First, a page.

Civil War

The participation of the International Brigades in the Spanish Civil War, from 1936 to 1939, was a great but overwhelmingly tragic adventure. According to Geoffrey Cox, an enthusiastic young journalist from New Zealand in Madrid at the time, it was ‘the most truly international army the world has seen since the Crusades’. Romance, bravery, and sacrifice were combined with bastardry, suffering, and humiliation, marred by often lazy and amateurish tactics, including the fatal notion that military discipline was a form of ‘class oppression’. Giles Tremlett’s richly documented new account overflows with exhilaration and alcohol, along with sabotage, treachery, and utter disorganisation. Perhaps it was the very failure of this romantic intervention that has encouraged, over the decades, a rose-tinted vision: a history, in effect, written by the losers.

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André Gide, when asked who was the greatest French poet, is said to have replied ‘Victor Hugo, alas’, and many readers have responded in similar fashion to William Faulkner’s place in the history of the American novel. Werner Sollors, the eminent Harvard scholar of American Literature, unambiguously described Faulkner in 2003 as ‘ultimately the most significant American novelist of the [twentieth] century’, a judgement echoed in this book by Michael Gorra, who calls him ‘the most important American novelist of the twentieth century’. But Faulkner’s marked proclivity for both stylistic excess and thematic incoherence has always made him a difficult author to appreciate and study. Hence Gorra’s The Saddest Words, a judicious and measured blend of biography, contextual history, and travelogue, performs a signal service in making this complicated author more accessible to a wider reading public.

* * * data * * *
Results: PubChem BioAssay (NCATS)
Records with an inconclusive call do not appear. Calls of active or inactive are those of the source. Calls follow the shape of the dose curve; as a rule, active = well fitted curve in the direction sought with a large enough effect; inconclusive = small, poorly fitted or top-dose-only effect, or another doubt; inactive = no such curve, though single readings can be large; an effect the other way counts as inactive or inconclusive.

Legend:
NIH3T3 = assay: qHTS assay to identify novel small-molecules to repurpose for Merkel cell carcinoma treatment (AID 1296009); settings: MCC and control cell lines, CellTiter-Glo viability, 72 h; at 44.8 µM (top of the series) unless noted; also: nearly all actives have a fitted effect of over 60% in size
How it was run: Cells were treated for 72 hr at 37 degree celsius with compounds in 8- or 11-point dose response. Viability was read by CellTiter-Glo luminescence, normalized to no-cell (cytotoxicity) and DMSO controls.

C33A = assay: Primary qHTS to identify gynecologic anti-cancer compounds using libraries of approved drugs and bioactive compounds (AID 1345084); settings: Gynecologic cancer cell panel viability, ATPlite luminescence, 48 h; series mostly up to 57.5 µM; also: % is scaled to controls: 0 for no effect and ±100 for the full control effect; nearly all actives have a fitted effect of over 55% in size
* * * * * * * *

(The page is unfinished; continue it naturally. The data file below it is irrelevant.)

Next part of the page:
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When we talk about the importance of Australia's remembered wartime past, we mostly think of home-front experiences or Australians who went away ...

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In May 2009, Sri Lanka’s three-decade-long civil war came to an end with the government’s defeat of the separatist Liberation Tigers of Tamil Eelam (known as the Tamil Tigers). The long conflict had brought a range of horrific abuses: deliberate shelling of civilian areas; suicide bombing of civilian targets; enforced disappearances; rape; forced conscription, including child soldiers; and the use of civilians as human buffers. In 2011 a UN panel of experts made preliminary findings that these abuses were violations of international humanitarian law and human rights law and that some could even amount to crimes against humanity. This prompted the current international investigation into the allegations by the Office of the High Commissioner for Human Rights.

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The trial of Lindy Chamberlain drew the fascinated attention of most Australians when it was reported day and night in every media outlet. It moved into a different but equally popular mode with the publication of John Bryson’s documentary novel Evil Angels and the screening of Fred Schepisi’s film of the same name. The novel not only won a clutch of awards but was translated into nine languages, a sufficient achievement to earn its author an enduring international reputation and to globalise what might otherwise have been a short-lived local curiosity. Bryson’s account picked up the dramatic intensity of the Central Australian setting and the human agonies of the players, as well as the universal issues, such as justice and prejudice, that towered over the Rock and the courtroom.

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